Hawaii Missile False Alarm
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Hawaii Missile False Alarm was an episode of mass panic prompted by a false ballistic missile alert that was issued to the residents of the state of Hawaii via TV, radio and cellphones in January 2018. The alert, which warned state residents of an impending "ballistic missile threat" and stated "this is not a drill," immediately triggered a moment of hysteria and confusion in the Hawaiian islands and on social media, before the state officials confirmed that it was a false alarm caused by human error.
On January 13th, 2018, at about 8:07am residents of the state of Hawaii received an emergency alert notification reading, "BALLISTIC MISSILE THREAT INBOUND TO HAWAII. SEEK IMMEDIATE SHELTER. THIS IS NOT A DRILL."
Residents in Hawaii took the warning serious, sending panic throughout the state. Videos of people running for shelter quickly appeared online. AFP News Agency posted a video of various smart phone recordings of people running for shelter. The video (shown below) received more than 49,000 views in 24 hours.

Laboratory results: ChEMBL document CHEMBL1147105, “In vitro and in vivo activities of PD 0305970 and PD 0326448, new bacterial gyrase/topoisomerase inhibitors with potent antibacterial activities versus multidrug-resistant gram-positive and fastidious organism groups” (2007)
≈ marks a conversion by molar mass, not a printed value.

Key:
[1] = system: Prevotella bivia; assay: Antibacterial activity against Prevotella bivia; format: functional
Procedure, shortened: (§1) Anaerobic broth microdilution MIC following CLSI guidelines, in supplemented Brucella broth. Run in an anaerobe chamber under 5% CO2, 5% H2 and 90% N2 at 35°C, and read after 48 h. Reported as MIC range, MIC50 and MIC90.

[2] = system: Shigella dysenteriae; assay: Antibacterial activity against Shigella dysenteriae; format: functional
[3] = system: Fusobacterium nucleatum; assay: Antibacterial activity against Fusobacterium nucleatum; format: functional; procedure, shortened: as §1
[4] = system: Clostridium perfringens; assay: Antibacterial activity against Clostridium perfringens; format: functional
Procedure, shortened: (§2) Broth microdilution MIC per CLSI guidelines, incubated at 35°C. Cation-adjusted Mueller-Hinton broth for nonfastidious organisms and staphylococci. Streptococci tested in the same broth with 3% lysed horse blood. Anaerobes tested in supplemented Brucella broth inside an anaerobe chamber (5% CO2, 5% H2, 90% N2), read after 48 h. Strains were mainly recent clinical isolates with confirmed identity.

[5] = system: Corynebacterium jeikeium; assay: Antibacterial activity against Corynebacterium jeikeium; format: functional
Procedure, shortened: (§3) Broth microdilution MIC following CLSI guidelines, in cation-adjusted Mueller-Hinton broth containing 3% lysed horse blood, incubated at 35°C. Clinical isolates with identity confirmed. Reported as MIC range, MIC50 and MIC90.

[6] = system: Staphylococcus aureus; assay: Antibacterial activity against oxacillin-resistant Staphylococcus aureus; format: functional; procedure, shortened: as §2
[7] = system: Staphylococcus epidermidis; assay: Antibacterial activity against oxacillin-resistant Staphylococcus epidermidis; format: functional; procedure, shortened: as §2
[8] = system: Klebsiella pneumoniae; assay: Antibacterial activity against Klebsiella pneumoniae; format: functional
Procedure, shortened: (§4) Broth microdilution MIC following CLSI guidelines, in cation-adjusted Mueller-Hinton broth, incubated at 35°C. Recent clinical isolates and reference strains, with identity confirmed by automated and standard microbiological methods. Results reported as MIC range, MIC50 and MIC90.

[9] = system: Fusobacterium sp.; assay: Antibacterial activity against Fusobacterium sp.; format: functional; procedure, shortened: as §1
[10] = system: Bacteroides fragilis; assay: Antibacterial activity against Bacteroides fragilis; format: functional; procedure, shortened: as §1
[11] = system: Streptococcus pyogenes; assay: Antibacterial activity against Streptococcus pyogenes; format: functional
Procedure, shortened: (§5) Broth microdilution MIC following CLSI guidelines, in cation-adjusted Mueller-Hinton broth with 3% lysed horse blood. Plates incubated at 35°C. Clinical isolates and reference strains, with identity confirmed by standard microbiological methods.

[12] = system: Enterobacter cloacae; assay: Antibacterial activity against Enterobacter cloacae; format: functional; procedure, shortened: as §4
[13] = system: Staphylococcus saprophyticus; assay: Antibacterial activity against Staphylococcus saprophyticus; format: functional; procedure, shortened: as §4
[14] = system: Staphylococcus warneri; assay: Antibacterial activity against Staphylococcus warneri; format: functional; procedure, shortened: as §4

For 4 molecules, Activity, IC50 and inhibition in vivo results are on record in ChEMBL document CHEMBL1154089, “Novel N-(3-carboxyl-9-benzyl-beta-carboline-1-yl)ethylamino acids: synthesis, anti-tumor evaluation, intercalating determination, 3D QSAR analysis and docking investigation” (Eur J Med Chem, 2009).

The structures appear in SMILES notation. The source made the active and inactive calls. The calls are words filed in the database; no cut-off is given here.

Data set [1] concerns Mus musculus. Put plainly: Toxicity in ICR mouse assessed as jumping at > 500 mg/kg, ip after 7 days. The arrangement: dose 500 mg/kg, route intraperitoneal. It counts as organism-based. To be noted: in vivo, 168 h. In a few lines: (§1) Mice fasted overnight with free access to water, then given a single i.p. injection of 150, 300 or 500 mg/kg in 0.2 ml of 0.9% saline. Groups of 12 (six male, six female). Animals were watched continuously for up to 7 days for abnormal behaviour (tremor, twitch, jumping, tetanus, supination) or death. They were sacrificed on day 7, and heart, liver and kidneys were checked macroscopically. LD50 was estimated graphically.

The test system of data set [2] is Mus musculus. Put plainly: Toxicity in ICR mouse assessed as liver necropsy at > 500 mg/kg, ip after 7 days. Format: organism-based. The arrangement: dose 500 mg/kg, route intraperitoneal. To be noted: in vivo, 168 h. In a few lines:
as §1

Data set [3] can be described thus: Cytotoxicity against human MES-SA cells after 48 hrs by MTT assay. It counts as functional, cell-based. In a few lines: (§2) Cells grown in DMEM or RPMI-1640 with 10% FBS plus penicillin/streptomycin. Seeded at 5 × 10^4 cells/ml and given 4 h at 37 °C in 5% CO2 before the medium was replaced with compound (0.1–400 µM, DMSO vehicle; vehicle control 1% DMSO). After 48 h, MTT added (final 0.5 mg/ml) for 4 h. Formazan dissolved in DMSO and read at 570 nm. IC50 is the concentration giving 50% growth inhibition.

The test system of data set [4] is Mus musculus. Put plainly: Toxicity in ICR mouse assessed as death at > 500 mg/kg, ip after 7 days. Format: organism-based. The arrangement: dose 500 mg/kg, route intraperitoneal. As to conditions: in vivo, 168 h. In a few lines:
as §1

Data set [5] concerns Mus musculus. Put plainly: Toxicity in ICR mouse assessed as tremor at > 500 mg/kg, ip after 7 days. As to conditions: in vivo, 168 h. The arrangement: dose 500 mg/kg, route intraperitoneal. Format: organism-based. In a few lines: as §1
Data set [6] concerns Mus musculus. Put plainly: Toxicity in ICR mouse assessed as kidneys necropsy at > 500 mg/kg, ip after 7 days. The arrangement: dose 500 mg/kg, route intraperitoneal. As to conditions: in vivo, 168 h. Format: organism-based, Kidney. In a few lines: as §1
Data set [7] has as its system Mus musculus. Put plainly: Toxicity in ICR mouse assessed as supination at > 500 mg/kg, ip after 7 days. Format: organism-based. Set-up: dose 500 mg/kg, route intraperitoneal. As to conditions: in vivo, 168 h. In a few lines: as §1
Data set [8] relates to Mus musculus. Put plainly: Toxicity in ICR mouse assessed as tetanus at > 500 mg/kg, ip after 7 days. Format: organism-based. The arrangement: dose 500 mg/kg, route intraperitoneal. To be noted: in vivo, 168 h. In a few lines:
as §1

On social media, people began tweeting their concerns about the supposedly oncoming attack. That day, Twitter user @michellebvd tweed the message with the caption "Omg." The post (shown below) received more than 1,800 retweets and 4,300 likes in 48 hours.
Additionally, people also began tweeting about saying goodbye to their loved ones and preparing for the attack. Twitter user @kxmbrly_ tweeted, "There was an Emergency alert for a missile threat in Hawaii around 8 am Hawaii time. My mom texted me around that same time, "I love you" and it's just now clicking why she randomly sent me that 😭 because she thought that was her last moments. I'm sitting at work crying." The post (shown below, left) received more than 2,800 retweets and 17,000 likes in 48 hours.
Twitter user @brynguist tweeted, ''At 8:07am everyone in Hawaii got a phone alert: BALLISTIC THREAT INBOUND TO HAWAII. SEEK IMMEDIATE SHELTER. THIS IS NOT A DRILL. The next 10 minutes were the most terrifying of my life, until I finally checked twitter and saw this. But seriously, WTF just happened.'' The tweet (shown below, center) received more than 2,000 retweets and 7,000 likes in two days.